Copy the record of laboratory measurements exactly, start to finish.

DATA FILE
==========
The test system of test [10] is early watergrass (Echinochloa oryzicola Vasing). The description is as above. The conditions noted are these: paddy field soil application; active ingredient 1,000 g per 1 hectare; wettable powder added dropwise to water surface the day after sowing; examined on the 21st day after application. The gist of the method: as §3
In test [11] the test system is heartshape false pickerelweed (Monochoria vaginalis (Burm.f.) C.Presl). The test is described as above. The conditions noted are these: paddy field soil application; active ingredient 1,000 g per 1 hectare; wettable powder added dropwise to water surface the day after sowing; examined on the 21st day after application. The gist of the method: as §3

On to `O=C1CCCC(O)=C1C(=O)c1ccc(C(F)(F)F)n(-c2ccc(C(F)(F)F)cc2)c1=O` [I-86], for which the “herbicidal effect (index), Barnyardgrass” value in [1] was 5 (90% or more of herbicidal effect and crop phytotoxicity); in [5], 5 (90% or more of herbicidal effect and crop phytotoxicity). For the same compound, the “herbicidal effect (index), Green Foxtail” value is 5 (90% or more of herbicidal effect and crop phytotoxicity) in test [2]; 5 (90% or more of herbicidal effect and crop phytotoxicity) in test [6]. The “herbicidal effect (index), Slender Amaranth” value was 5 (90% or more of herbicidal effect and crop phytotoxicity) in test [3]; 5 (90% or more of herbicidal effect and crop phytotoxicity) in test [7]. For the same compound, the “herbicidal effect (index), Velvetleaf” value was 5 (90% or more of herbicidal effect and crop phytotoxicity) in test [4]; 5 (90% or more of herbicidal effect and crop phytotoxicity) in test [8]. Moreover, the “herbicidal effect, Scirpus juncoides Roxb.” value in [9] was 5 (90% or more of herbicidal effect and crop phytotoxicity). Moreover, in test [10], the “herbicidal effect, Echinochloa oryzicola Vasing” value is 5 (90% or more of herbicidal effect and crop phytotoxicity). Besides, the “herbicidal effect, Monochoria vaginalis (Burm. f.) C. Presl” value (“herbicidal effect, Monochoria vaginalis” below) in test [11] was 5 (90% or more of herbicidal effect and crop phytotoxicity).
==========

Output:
The test system of test [10] is early watergrass (Echinochloa oryzicola Vasing). The description is as above. The conditions noted are these: paddy field soil application; active ingredient 1,000 g per 1 hectare; wettable powder added dropwise to water surface the day after sowing; examined on the 21st day after application. The gist of the method: as §3
In test [11] the test system is heartshape false pickerelweed (Monochoria vaginalis (Burm.f.) C.Presl). The test is described as above. The conditions noted are these: paddy field soil application; active ingredient 1,000 g per 1 hectare; wettable powder added dropwise to water surface the day after sowing; examined on the 21st day after application. The gist of the method: as §3

On to `O=C1CCCC(O)=C1C(=O)c1ccc(C(F)(F)F)n(-c2ccc(C(F)(F)F)cc2)c1=O` [I-86], for which the “herbicidal effect (index), Barnyardgrass” value in [1] was 5 (90% or more of herbicidal effect and crop phytotoxicity); in [5], 5 (90% or more of herbicidal effect and crop phytotoxicity). For the same compound, the “herbicidal effect (index), Green Foxtail” value is 5 (90% or more of herbicidal effect and crop phytotoxicity) in test [2]; 5 (90% or more of herbicidal effect and crop phytotoxicity) in test [6]. The “herbicidal effect (index), Slender Amaranth” value was 5 (90% or more of herbicidal effect and crop phytotoxicity) in test [3]; 5 (90% or more of herbicidal effect and crop phytotoxicity) in test [7]. For the same compound, the “herbicidal effect (index), Velvetleaf” value was 5 (90% or more of herbicidal effect and crop phytotoxicity) in test [4]; 5 (90% or more of herbicidal effect and crop phytotoxicity) in test [8]. Moreover, the “herbicidal effect, Scirpus juncoides Roxb.” value in [9] was 5 (90% or more of herbicidal effect and crop phytotoxicity). Moreover, in test [10], the “herbicidal effect, Echinochloa oryzicola Vasing” value is 5 (90% or more of herbicidal effect and crop phytotoxicity). Besides, the “herbicidal effect, Monochoria vaginalis (Burm. f.) C. Presl” value (“herbicidal effect, Monochoria vaginalis” below) in test [11] was 5 (90% or more of herbicidal effect and crop phytotoxicity).